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Title of the item:

Micro‐scale geography of synchrony in a serpentine plant community.

Micro‐scale geography of synchrony in a serpentine plant community.
Walter, Jonathan A. (AUTHOR)
Hallett, Lauren M. (AUTHOR)
Sheppard, Lawrence W. (AUTHOR)
Anderson, Thomas L. (AUTHOR)
Zhao, Lei (AUTHOR)
Hobbs, Richard J. (AUTHOR)
Suding, Katharine N. (AUTHOR)
Reuman, Daniel C. (AUTHOR)
Brophy, Caroline (AUTHOR)
Subject Terms:
*Plant communities
Synchronic order
Population geography
Journal of Ecology. Feb2021, Vol. 109 Issue 2, p750-762. 13p.
Academic Journal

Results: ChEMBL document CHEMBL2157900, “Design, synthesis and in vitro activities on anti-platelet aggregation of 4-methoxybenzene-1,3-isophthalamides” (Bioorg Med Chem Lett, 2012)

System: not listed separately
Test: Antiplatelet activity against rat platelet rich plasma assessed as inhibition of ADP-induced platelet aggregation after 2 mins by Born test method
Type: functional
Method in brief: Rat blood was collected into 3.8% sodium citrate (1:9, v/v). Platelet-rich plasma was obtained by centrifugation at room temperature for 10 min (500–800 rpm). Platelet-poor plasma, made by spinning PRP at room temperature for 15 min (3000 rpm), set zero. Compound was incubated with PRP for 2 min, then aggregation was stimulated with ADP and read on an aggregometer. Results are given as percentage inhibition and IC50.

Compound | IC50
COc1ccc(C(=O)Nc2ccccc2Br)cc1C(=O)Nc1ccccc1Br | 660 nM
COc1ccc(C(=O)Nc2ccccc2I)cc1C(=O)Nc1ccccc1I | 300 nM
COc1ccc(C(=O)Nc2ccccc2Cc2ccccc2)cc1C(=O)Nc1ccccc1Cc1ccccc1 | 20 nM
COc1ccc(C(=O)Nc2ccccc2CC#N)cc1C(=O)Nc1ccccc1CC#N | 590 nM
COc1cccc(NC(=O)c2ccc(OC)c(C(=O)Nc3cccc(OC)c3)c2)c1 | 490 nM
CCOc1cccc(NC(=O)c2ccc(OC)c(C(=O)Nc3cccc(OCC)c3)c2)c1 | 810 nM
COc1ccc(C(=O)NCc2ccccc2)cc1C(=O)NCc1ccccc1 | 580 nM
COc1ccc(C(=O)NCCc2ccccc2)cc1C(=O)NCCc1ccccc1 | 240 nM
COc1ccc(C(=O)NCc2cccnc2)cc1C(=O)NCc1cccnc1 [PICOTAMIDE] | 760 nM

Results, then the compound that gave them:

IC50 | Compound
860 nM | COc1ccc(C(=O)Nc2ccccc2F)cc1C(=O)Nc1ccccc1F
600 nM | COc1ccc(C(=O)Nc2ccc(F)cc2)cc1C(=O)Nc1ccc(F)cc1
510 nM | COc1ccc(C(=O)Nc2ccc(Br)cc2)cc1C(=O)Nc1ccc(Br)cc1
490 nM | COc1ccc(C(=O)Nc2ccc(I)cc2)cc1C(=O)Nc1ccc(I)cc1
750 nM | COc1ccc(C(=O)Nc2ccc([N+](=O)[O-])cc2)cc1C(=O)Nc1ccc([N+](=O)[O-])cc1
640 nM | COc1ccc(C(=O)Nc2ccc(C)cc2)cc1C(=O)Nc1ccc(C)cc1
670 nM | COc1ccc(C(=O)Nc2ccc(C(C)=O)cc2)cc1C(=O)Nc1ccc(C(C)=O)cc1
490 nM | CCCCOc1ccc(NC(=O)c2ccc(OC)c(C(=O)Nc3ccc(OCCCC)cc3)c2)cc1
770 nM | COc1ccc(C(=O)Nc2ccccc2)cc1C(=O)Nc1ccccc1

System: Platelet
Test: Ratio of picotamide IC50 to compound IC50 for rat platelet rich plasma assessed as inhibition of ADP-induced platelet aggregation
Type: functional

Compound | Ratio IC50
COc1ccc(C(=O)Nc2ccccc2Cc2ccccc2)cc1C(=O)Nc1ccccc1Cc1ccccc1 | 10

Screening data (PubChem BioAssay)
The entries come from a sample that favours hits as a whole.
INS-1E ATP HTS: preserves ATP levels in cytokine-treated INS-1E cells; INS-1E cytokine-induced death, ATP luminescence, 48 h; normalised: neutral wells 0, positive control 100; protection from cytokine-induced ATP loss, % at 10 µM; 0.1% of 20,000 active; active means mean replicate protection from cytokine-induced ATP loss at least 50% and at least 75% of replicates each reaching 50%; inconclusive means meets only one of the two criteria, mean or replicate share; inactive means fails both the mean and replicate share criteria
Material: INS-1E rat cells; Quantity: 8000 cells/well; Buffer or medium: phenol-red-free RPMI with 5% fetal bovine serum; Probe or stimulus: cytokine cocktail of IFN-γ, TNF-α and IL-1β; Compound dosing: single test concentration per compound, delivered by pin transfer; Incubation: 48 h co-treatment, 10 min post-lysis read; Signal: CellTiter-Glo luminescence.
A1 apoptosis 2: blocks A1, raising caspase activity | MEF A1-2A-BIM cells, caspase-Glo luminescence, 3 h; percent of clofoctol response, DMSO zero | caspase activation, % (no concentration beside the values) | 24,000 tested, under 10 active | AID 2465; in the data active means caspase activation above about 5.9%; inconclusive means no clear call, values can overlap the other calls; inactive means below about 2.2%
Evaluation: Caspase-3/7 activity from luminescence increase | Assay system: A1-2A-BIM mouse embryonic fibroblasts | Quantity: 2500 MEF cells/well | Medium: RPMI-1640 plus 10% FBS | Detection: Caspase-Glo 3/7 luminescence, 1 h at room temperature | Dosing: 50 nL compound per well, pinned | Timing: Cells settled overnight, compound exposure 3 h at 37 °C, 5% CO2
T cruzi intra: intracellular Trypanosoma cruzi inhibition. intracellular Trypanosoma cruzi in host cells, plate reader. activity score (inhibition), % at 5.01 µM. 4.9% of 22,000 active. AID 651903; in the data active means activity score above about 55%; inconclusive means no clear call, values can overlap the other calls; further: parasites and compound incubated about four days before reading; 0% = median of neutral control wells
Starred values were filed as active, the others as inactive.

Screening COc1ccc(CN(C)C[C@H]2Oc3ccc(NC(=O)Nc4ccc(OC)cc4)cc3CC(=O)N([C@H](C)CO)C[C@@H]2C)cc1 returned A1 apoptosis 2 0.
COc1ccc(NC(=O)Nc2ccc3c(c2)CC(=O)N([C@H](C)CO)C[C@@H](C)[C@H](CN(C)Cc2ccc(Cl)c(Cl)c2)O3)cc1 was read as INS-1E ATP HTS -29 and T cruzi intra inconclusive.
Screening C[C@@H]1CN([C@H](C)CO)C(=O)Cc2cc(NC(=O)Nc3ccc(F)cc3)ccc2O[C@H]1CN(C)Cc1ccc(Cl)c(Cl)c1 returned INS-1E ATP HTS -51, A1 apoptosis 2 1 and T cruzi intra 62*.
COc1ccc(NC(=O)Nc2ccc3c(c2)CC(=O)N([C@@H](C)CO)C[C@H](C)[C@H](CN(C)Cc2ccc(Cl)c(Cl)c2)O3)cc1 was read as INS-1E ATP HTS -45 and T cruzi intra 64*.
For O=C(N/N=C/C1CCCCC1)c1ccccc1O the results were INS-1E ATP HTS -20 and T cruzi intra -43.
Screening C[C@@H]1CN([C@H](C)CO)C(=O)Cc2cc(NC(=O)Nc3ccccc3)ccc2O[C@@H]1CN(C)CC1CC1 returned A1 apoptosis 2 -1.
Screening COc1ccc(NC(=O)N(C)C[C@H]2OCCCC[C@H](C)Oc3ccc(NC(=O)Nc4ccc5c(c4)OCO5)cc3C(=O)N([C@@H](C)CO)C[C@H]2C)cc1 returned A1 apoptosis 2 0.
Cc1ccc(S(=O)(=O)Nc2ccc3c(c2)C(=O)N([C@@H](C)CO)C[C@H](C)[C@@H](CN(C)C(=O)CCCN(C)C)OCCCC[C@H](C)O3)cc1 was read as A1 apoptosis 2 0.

Fluctuations in population abundances are often correlated through time across multiple locations, a phenomenon known as spatial synchrony. Spatial synchrony can exhibit complex spatial structures, termed 'geographies of synchrony', that can reveal mechanisms underlying population fluctuations. However, most studies have focused on spatial extents of 10s to 100s of kilometres, making it unclear how synchrony concepts and approaches should apply to dynamics at finer spatial scales.We used network analyses, multiple regression on similarity matrices, and wavelet coherence analyses to examine micro‐scale synchrony and geographies of synchrony, over distances up to 30 m, in a serpentine grassland plant community.We found that species' populations exhibited a geography of synchrony even over such short distances. Often, well‐synchronized populations were geographically separate, a spatial structure that was shaped mainly by gopher disturbance and dispersal limitation, and to a lesser extent by relationships with other plant species. Precipitation was a significant driver of site‐ and community‐wide temporal dynamics. Gopher disturbance appeared to drive synchrony on 2‐ to 6‐year timescales, and we detected coherent fluctuations among pairs of focal plant taxa.Synthesis. Micro‐geographies of synchrony are an intriguing phenomenon that may also help us better understand community dynamics. Additionally, the related geographies of synchrony and coherent temporal dynamics among some species pairs indicate that incorporating interspecific interactions can improve understanding of population spatial synchrony. [ABSTRACT FROM AUTHOR]
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